Front cover image for The death and life of great American cities

The death and life of great American cities

Thirty years after its publication, The Death and Life of Great American Cities was described by The New York Times as "perhaps the most influential single work in the history of town planning ... [It] can also be seen in a much larger context. It is first of all a work of literature; the descriptions of street life as a kind of ballet and the bitingly satiric account of traditional planning theory can still be read for pleasure even by those who long ago absorbed and appropriated the book's arguments." Jane Jacobs, an editor and writer on architecture in New York City in the early sixties, argued that urban diversity and vitality were being destroyed by powerful architects and city planners. Rigorous, sane, and delightfully epigrammatic, Jacobs's small masterpiece is a blueprint for the humanistic management of cities. It is sensible, knowledgeable, readable, indispensable. The author has written a new foreword for this Modern Library edition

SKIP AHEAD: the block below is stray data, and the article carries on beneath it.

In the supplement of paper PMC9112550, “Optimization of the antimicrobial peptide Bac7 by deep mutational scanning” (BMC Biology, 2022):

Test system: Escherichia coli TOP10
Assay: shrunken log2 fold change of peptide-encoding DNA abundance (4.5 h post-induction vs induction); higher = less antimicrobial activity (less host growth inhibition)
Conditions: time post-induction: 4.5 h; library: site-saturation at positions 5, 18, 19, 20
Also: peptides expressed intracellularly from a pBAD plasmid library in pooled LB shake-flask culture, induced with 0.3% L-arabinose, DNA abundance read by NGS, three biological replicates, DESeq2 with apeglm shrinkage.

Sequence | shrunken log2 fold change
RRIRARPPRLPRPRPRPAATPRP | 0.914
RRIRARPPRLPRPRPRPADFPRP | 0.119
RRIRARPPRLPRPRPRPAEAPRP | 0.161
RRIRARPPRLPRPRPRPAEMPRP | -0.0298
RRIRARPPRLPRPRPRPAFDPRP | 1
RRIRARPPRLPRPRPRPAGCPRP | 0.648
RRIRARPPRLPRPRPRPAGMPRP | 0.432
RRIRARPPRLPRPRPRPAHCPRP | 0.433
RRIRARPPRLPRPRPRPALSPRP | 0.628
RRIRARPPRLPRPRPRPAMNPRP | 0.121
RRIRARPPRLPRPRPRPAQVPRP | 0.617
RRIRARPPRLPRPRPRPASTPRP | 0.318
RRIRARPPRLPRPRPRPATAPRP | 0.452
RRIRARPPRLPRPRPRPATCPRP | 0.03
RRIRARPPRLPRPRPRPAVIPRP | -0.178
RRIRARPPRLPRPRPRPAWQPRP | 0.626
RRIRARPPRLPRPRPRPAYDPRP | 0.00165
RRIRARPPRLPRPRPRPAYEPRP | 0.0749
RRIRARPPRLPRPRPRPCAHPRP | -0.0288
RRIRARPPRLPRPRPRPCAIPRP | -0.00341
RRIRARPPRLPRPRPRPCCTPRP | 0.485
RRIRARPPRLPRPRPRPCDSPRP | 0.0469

eBook, English, 2016
Vintage Books, New York, 2016
1 online resource
9780525432852, 052543285X
The peculiar nature of cities. The uses of sidewalks : safety
The uses of sidewalks : contact
The uses of sidewalks : assimilating children
The uses of neighborhood parks
The uses of city neighborhoods
The conditions for city diversity. The generators of diversity
The need for primary mixed uses
The need for small blocks
The need for aged buildings
The need for concentration
Some myths about diversity. Forces of decline and regeneration. The self-destruction of diversity
The curse of border vacuums
Unslumming and slumming
Gradual money and cataclysmic money
Different tactics. Subsidizing dwellings
Erosion of cities or attrition of automobiles
Visual order : its limitations and possibilities
Salvaging projects
Governing and planning districts
The kind of problem a city is
Title from resource description page (Recorded Books, viewed December 05, 2016)